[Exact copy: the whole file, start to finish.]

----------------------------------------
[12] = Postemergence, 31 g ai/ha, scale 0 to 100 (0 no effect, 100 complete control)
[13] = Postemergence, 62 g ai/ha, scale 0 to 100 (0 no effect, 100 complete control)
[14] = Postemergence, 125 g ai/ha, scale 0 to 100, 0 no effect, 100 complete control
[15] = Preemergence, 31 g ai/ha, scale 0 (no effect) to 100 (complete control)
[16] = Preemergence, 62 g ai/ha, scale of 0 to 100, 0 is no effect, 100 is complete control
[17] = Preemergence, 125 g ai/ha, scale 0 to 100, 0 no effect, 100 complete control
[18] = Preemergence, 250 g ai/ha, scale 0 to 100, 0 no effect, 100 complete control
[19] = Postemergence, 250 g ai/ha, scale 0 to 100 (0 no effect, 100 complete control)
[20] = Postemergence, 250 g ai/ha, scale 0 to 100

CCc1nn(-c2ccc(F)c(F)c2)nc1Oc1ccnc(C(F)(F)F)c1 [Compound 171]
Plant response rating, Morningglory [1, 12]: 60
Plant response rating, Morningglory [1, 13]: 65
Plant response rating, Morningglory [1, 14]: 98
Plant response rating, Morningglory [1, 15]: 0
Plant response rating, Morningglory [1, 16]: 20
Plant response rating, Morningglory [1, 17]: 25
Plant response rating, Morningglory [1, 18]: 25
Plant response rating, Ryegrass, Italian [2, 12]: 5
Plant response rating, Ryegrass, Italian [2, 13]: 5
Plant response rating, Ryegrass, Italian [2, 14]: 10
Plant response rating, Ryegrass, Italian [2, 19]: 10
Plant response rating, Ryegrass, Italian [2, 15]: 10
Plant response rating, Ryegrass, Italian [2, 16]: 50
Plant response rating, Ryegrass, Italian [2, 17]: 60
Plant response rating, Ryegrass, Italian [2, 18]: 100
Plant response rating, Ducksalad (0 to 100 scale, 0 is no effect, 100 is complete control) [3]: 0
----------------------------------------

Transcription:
[12] = Postemergence, 31 g ai/ha, scale 0 to 100 (0 no effect, 100 complete control)
[13] = Postemergence, 62 g ai/ha, scale 0 to 100 (0 no effect, 100 complete control)
[14] = Postemergence, 125 g ai/ha, scale 0 to 100, 0 no effect, 100 complete control
[15] = Preemergence, 31 g ai/ha, scale 0 (no effect) to 100 (complete control)
[16] = Preemergence, 62 g ai/ha, scale of 0 to 100, 0 is no effect, 100 is complete control
[17] = Preemergence, 125 g ai/ha, scale 0 to 100, 0 no effect, 100 complete control
[18] = Preemergence, 250 g ai/ha, scale 0 to 100, 0 no effect, 100 complete control
[19] = Postemergence, 250 g ai/ha, scale 0 to 100 (0 no effect, 100 complete control)
[20] = Postemergence, 250 g ai/ha, scale 0 to 100

CCc1nn(-c2ccc(F)c(F)c2)nc1Oc1ccnc(C(F)(F)F)c1 [Compound 171]
Plant response rating, Morningglory [1, 12]: 60
Plant response rating, Morningglory [1, 13]: 65
Plant response rating, Morningglory [1, 14]: 98
Plant response rating, Morningglory [1, 15]: 0
Plant response rating, Morningglory [1, 16]: 20
Plant response rating, Morningglory [1, 17]: 25
Plant response rating, Morningglory [1, 18]: 25
Plant response rating, Ryegrass, Italian [2, 12]: 5
Plant response rating, Ryegrass, Italian [2, 13]: 5
Plant response rating, Ryegrass, Italian [2, 14]: 10
Plant response rating, Ryegrass, Italian [2, 19]: 10
Plant response rating, Ryegrass, Italian [2, 15]: 10
Plant response rating, Ryegrass, Italian [2, 16]: 50
Plant response rating, Ryegrass, Italian [2, 17]: 60
Plant response rating, Ryegrass, Italian [2, 18]: 100
Plant response rating, Ducksalad (0 to 100 scale, 0 is no effect, 100 is complete control) [3]: 0